With regard to combustion, the FCS is composed of carbon, hydrogen, nitrogen, and oxygen-elements that are commonly found in municipal solid waste. The products of complete combustion would be carbon dioxide, water and potentially nitrogen oxides.

Based on the proposed use of the FCS and the expected market volume (CBI), the FCS will make up a very small portion of the total municipal solid waste currently combusted. The FCS will not significantly alter the emissions from permitted municipal solid waste combustors, and, therefore, incineration of the FCS will not cause municipal solid waste combustors to threaten a violation of applicable emissions laws and regulations (40 CFR Part 60 or relevant state and local laws).

Furthermore, in light of EPA's regulations governing municipal solid waste landfills (40 CFR Part 258), only extremely small amounts, if any, of the FCS are expected to enter the environment as a result of the landfill disposal of food contact articles comprised of the FCS.

The FCS contains nitrogen which may produce nitrogen oxides (NOx) when combusted with other municipal solid waste materials. Such nitrogen oxides have the potential to contribute to acid precipitation.[2] The potential nitrogen dioxide (NO2) emissions produced from combustion of the FCS are estimated in confidential market volume projections and compared with the amount of NOx emissions from large municipal waste combustion (MWC) units.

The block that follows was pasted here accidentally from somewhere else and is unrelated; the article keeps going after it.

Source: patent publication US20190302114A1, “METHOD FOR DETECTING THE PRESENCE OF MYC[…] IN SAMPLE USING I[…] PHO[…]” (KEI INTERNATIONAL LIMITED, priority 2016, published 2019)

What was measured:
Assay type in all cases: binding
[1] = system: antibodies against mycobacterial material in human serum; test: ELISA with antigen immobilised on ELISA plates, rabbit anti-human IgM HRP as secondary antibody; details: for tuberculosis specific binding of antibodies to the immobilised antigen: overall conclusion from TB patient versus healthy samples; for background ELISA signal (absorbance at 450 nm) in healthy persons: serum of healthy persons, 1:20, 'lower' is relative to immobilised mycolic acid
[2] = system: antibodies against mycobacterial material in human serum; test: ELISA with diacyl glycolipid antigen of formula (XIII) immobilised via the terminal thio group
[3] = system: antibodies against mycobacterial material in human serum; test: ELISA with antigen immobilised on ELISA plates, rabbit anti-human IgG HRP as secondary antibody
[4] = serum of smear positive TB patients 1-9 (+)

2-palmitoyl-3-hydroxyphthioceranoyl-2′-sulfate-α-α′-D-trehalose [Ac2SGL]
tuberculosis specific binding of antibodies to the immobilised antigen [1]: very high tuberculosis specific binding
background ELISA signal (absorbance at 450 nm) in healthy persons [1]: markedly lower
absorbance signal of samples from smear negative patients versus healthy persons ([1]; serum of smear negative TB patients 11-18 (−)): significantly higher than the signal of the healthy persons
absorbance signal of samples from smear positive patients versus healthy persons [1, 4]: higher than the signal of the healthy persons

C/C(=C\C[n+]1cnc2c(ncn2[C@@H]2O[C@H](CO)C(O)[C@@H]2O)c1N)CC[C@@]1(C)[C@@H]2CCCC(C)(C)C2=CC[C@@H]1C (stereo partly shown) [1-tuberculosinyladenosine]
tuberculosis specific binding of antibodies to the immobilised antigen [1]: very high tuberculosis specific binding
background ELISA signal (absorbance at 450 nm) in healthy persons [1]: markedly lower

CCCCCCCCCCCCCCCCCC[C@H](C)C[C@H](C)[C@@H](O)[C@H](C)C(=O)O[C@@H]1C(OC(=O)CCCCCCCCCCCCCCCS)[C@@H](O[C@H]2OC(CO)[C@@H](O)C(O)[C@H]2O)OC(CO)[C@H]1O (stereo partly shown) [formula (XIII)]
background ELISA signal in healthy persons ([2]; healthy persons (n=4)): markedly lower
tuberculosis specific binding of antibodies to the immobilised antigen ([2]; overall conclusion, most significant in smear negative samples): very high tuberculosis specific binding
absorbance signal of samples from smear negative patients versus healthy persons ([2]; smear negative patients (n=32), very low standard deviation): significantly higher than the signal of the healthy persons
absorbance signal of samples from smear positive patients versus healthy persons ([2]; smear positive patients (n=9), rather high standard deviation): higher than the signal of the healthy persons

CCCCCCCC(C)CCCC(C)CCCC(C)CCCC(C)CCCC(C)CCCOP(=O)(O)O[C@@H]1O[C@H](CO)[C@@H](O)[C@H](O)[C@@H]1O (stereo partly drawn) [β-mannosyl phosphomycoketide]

According to a June 2002 EPA memorandum (the most recent data available), significant emissions reductions were achieved at large MWCs, after Maximum Achievable Control Technology (MACT) retrofit of these facilities. This memo shows that, in 2000, NO2 emissions at large MWC plants were 46,500 short tons/yr.[3] Comparison of this amount with the projected confidential market volume shows that NO2 emissions from the proposed use and disposal of the FCS represent a small fraction—on the order of hundredths of a percent—of year 2000 NO2 emissions from large MWC facilities. Therefore, we do not expect the proposed use and disposal vial MWC to cause significant environmental impacts from nitrogen dioxide emissions.

In conclusion, no significant environmental impacts are anticipated from the proposed use and disposal of the FCS.

Prepared by __________________________________________Date: November 6, 2013
Leah D. Proffitt
Office of Food Additive Safety
Center for Food Safety and Applied Nutrition
Food and Drug Administration

Approved by __________________________________________Date: November 6, 2013
Annette M. McCarthy, Ph.D.
Senior Science and Policy Staff
Office of Food Additive Safety
Center for Food Safety and Applied Nutrition
Food and Drug Administration

[1] U.S. Environmental Protection Agency. Municipal Solid Waste Generation, Recycling, and Disposal in the United States: Facts and Figures for 2010. EPA-530-F-011-005, November 2011, Washington, DC.

[2] Combustion Modification Control of Nitrogen Oxides; EPA/600/F-95-012; U. S. Environmental Protection Agency; Office of Research and Development, National Risk Management Research Laboratory: Research Triangle Park, NC, Aug. 1995.

[3] Memorandum to Docket from Walt Stevenson, Combustion Group, Emission Standards Division, OAQPS regarding Emission from Large MWC Units at MACT Compliance, EPA Document ID EPA-HQ-OAR-2003-0072-0017 available at!documentDetail;D=EPA-HQ-OAR-2003-0072-0017